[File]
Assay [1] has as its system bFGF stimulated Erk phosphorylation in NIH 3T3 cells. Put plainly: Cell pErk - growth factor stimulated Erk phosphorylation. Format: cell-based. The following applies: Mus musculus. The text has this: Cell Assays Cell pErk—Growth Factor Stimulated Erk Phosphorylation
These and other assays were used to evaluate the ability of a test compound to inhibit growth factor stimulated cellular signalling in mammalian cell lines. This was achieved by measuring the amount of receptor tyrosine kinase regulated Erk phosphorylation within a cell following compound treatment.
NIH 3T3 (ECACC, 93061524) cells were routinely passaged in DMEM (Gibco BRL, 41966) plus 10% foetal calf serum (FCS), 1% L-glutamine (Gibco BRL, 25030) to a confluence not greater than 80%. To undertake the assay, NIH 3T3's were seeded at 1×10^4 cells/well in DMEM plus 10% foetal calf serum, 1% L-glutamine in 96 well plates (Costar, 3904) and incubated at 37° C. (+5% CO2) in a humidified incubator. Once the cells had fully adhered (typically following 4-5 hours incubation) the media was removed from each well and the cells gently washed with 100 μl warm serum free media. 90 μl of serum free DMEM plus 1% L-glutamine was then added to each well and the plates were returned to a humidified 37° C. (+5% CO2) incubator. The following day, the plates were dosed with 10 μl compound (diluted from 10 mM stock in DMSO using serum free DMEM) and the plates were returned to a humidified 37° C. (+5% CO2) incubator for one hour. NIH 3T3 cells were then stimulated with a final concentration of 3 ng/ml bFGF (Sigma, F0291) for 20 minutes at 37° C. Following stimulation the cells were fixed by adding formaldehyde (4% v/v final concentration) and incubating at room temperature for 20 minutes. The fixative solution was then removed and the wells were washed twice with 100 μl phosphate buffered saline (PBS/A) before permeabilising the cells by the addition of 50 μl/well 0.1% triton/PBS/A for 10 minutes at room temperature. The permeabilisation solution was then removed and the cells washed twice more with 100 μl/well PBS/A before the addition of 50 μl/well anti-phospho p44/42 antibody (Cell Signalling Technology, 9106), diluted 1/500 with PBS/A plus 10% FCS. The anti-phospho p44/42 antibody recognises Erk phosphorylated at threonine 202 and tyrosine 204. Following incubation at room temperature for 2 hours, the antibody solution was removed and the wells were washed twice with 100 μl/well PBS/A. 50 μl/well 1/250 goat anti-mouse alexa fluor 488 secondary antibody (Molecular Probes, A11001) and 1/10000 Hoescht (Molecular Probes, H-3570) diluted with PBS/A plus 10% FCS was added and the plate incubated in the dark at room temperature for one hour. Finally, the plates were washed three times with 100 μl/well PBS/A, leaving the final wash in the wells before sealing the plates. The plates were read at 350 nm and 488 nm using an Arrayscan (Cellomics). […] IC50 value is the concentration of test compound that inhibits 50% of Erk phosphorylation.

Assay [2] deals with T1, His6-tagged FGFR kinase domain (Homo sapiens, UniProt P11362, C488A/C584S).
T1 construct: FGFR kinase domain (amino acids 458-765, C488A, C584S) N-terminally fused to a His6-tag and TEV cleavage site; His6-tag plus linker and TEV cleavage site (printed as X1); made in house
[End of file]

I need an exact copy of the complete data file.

Assay [1] has as its system bFGF stimulated Erk phosphorylation in NIH 3T3 cells. Put plainly: Cell pErk - growth factor stimulated Erk phosphorylation. Format: cell-based. The following applies: Mus musculus. The text has this: Cell Assays Cell pErk—Growth Factor Stimulated Erk Phosphorylation
These and other assays were used to evaluate the ability of a test compound to inhibit growth factor stimulated cellular signalling in mammalian cell lines. This was achieved by measuring the amount of receptor tyrosine kinase regulated Erk phosphorylation within a cell following compound treatment.
NIH 3T3 (ECACC, 93061524) cells were routinely passaged in DMEM (Gibco BRL, 41966) plus 10% foetal calf serum (FCS), 1% L-glutamine (Gibco BRL, 25030) to a confluence not greater than 80%. To undertake the assay, NIH 3T3's were seeded at 1×10^4 cells/well in DMEM plus 10% foetal calf serum, 1% L-glutamine in 96 well plates (Costar, 3904) and incubated at 37° C. (+5% CO2) in a humidified incubator. Once the cells had fully adhered (typically following 4-5 hours incubation) the media was removed from each well and the cells gently washed with 100 μl warm serum free media. 90 μl of serum free DMEM plus 1% L-glutamine was then added to each well and the plates were returned to a humidified 37° C. (+5% CO2) incubator. The following day, the plates were dosed with 10 μl compound (diluted from 10 mM stock in DMSO using serum free DMEM) and the plates were returned to a humidified 37° C. (+5% CO2) incubator for one hour. NIH 3T3 cells were then stimulated with a final concentration of 3 ng/ml bFGF (Sigma, F0291) for 20 minutes at 37° C. Following stimulation the cells were fixed by adding formaldehyde (4% v/v final concentration) and incubating at room temperature for 20 minutes. The fixative solution was then removed and the wells were washed twice with 100 μl phosphate buffered saline (PBS/A) before permeabilising the cells by the addition of 50 μl/well 0.1% triton/PBS/A for 10 minutes at room temperature. The permeabilisation solution was then removed and the cells washed twice more with 100 μl/well PBS/A before the addition of 50 μl/well anti-phospho p44/42 antibody (Cell Signalling Technology, 9106), diluted 1/500 with PBS/A plus 10% FCS. The anti-phospho p44/42 antibody recognises Erk phosphorylated at threonine 202 and tyrosine 204. Following incubation at room temperature for 2 hours, the antibody solution was removed and the wells were washed twice with 100 μl/well PBS/A. 50 μl/well 1/250 goat anti-mouse alexa fluor 488 secondary antibody (Molecular Probes, A11001) and 1/10000 Hoescht (Molecular Probes, H-3570) diluted with PBS/A plus 10% FCS was added and the plate incubated in the dark at room temperature for one hour. Finally, the plates were washed three times with 100 μl/well PBS/A, leaving the final wash in the wells before sealing the plates. The plates were read at 350 nm and 488 nm using an Arrayscan (Cellomics). […] IC50 value is the concentration of test compound that inhibits 50% of Erk phosphorylation.

Assay [2] deals with T1, His6-tagged FGFR kinase domain (Homo sapiens, UniProt P11362, C488A/C584S).
T1 construct: FGFR kinase domain (amino acids 458-765, C488A, C584S) N-terminally fused to a His6-tag and TEV cleavage site; His6-tag plus linker and TEV cleavage site (printed as X1); made in house